Family, friends, and colleagues mourn the loss of Professor Margot Shiner, a pioneer and worldwide leading figure in the field of pediatric gastroenterology and nutrition.
Professor Margot Shiner was born in Berlin in 1923 and graduated from Leeds University Medical School in 1947. She received her Diploma in Child Health (DCH) in 1949, became a member of the Royal College of Physicians (MRCP) in 1967, then a fellow of the Royal College of Pathologists (FRCP).
She served initially as a registrar in Internal Medicine and then in Gastroenterology. Then from 1971 to 1983 she was a consultant in Gastroenterology in London at the Central Middlesex Hospital and as a member of the scientific staff of the Medical Research Council at the Clinical Research Centre, Harrow.
She moved to Israel in 1983 and became Head of Pediatric Gastroenterology at Assaf Harofe Medical Center where she was appointed as Professor, Faculty of Medicine, Tel-Aviv University.
Her original and very important contributions to medicine include:
- In 1956 the development of small intestinal biopsy as a practical diagnostic procedure, (Lancet 1956;1:17-19). This opened a new horizon in our understanding of pathology, diagnosis and treatment of small intestinal disorders, especially celiac disease (Lancet 1957;2:876).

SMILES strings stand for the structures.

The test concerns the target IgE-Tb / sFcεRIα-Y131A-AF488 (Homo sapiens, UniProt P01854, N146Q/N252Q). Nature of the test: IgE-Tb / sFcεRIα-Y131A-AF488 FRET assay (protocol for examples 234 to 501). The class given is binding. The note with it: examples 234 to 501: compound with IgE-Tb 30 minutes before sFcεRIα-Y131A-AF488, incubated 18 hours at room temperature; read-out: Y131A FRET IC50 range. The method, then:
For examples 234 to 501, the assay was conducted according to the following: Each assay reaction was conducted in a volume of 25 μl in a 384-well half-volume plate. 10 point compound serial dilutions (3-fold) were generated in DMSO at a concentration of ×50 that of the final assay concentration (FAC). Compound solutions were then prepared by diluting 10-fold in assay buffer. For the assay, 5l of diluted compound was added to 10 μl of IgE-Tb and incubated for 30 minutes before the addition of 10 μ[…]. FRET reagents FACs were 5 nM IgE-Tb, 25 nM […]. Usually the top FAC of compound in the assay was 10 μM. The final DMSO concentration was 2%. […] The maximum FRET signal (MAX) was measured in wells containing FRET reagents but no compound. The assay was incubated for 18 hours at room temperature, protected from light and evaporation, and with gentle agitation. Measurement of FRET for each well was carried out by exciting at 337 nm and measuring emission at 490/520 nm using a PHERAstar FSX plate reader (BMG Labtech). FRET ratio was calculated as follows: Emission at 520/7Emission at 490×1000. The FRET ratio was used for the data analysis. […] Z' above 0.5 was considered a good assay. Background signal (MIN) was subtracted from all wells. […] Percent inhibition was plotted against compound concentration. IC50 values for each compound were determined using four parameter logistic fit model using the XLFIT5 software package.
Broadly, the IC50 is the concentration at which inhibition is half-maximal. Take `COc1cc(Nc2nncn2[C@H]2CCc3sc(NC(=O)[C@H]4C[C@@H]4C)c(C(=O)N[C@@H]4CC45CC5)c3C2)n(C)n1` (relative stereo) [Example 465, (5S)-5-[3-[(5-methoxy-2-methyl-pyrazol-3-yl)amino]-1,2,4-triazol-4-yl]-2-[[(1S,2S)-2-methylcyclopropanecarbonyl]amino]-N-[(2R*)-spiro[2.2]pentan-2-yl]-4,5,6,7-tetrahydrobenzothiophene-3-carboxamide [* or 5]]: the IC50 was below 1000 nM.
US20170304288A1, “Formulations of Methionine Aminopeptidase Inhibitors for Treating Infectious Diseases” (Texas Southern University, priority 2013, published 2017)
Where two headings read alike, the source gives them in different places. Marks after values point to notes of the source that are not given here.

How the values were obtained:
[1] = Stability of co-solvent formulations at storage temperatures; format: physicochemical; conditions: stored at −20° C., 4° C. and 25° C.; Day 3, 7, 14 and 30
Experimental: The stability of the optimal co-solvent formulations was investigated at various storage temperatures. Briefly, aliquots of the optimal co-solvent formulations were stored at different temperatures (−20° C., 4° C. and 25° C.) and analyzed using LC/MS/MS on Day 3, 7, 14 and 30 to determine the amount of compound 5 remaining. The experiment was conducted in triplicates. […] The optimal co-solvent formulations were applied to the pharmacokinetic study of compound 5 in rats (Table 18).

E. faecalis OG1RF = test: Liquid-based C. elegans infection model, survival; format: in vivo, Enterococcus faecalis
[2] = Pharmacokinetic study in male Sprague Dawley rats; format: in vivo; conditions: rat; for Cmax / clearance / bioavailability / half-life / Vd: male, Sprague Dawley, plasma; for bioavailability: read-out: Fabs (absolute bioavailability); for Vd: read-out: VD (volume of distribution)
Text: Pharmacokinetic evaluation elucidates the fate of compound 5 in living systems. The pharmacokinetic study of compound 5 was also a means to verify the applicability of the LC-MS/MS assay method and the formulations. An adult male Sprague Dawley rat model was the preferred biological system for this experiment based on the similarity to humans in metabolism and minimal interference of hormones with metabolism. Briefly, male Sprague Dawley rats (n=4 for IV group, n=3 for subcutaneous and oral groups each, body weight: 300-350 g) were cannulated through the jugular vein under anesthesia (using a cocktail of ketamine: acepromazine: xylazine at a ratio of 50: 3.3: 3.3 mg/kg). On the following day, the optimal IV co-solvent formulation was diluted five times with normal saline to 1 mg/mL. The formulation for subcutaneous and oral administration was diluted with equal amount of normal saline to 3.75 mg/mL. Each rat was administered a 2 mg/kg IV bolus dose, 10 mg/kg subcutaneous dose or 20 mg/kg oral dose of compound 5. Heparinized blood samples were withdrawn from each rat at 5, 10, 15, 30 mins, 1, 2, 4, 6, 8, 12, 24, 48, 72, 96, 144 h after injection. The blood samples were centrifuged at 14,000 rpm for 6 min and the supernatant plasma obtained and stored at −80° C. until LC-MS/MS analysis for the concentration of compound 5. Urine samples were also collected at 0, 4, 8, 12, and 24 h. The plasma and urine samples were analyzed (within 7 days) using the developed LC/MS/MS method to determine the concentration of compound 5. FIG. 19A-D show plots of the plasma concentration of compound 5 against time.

- From 1961 until her very last day she performed her pioneering work in electron microscopy of the human small intestine.
- In 1963, the invention of a sterile tube for bacterial sampling of the intestinal lumen demonstrating the role of intraluminal bacteria in the deconjugation of bile salts.
Professor Shiner was one of the first women in a senior academic position in medicine in general and gastroenterology in particular.
Professor Shiner was a respected member of 11 professional societies around the globe. She published 80 original articles and 7 reviews and editorials in the best international medical journals and 14 book chapters. The last five papers were executed while she was already very ill and yet she continued working as if nothing could stop her. Unfortunately, she passed away on July 31 and could not see the last 2 papers in which she was the major contributor, one on critical evaluation of endoscopic versus capsule biopsies of the small intestinal mucosa; and the other on the role of intraepithelial lymphocytes in inducing apotopsis of enterocytes in celiac disease, published in this issue of the Journal of Pediatric Gastroenterology and Nutrition.
Professor Shiner wrote a book, Ultrastructure of the Small Intestinal Mucosa in 1983 and a new edition will appear shortly, which she was not able to see.
She left her husband, Alex, three sons, their families, many friends and colleagues brokenhearted, but who will continue to admire her inspiring spirit and innovative mind.
We shall never forget Margot Shiner.